The Maritime HR Association has published an in-depth analysis

    of the salary survey data provided by its 90-strong global membership, including pay projections and pay and bonus trends across the full spectrum of shore-side maritime job and company types.

    Maritime HR Association reveals who earns what

    The number of shipbroking companies making bonus payments continues to decline, with just under two-thirds of employers paying bonuses to some or all of their staff (compared with 85 per cent two years ago). Big bonuses (100 per cent of base salary or more) still exist for a fortunate 0.5 per cent of employees, but this a significant decrease on 1.3 per cent of employees just two years ago. The usual suspects (global chief executives and charterers) are receiving big bonuses, but senior shipbrokers are receiving over half of the big bonuses.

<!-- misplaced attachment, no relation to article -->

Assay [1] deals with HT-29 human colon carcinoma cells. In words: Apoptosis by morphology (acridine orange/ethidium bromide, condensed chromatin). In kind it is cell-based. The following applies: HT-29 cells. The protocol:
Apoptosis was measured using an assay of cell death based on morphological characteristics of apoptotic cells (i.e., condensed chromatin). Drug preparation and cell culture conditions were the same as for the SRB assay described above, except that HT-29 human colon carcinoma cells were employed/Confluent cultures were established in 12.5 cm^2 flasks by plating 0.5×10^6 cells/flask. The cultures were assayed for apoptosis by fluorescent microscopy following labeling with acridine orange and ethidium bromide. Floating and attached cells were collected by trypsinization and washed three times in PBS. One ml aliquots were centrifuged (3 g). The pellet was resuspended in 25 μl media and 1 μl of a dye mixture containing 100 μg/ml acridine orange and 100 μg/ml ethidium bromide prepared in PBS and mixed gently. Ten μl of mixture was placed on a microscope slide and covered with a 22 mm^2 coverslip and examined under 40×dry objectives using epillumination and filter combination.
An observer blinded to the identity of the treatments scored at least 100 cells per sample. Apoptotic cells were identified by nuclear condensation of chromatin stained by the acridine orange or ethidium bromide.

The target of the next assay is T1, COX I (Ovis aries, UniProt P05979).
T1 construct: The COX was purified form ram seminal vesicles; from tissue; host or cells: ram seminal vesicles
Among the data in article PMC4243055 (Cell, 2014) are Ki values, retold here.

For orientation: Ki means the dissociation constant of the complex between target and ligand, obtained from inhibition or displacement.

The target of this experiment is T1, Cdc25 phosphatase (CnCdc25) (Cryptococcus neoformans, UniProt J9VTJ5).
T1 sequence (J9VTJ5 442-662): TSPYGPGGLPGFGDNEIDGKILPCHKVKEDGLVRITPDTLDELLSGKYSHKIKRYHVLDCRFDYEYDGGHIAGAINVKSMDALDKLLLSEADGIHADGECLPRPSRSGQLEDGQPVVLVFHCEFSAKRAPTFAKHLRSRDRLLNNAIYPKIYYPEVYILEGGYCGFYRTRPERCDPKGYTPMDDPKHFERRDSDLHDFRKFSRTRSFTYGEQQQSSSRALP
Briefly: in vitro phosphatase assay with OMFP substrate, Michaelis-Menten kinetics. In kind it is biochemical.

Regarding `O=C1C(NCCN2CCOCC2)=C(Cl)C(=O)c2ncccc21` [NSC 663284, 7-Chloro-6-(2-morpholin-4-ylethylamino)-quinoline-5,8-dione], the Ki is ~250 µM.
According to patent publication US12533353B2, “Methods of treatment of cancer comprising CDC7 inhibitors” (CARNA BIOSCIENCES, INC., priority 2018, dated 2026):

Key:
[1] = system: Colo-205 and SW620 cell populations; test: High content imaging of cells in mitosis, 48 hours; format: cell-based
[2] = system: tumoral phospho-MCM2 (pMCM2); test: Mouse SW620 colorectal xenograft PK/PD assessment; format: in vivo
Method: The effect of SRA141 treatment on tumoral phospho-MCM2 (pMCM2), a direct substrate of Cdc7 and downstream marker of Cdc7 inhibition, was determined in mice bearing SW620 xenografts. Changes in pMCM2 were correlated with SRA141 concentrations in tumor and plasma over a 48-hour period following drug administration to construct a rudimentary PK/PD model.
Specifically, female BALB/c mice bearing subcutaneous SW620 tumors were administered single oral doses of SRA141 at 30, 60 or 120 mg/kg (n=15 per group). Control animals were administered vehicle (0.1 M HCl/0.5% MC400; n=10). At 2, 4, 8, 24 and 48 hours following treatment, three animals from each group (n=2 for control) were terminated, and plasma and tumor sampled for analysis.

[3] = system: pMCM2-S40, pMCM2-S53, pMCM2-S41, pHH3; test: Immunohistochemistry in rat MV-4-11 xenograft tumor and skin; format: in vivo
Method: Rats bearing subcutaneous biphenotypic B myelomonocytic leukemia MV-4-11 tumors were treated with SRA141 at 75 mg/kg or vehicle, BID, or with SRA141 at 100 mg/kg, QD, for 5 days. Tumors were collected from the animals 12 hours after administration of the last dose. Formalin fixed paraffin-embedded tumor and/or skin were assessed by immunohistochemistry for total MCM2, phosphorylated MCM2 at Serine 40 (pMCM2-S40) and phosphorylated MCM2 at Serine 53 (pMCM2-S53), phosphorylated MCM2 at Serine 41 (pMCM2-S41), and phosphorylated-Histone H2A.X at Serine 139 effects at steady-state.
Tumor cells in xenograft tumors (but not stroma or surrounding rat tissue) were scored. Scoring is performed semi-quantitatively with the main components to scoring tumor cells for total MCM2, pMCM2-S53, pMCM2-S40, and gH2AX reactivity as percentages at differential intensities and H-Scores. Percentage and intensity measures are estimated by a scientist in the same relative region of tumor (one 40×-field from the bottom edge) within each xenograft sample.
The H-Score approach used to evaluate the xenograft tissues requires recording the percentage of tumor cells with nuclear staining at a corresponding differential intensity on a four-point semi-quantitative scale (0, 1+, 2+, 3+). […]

Unsurprisingly, long-term incentive plans remain associated primarily with senior management teams and those working with LNG vessels (larger corporations and listed companies that are more likely to be able to offer share schemes).

    The cost of living in Hong Kong has increased over the past couple of years. Mercer reports it to be the second costliest city for expatriates (compared with the sixth most expensive in 2013 and third most expensive in 2014).

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  • Tanker Shipping & Trade | April/May 2016

    CONTRACTS | 11

    Japans newbuilding orderbook has almost doubled in a year. There

    are 255 tankers (18,558,087 dwt) on order today, whereas a year ago there were 137 (7,877,861 dwt). Growth has been driven by a weak yen and the resurrection of the countrys once powerful domestic fleet. Prices, on average, remain 510 per cent higher than their Chinese and Korean counterparts, but foreign owners are increasingly willing to pay the premium in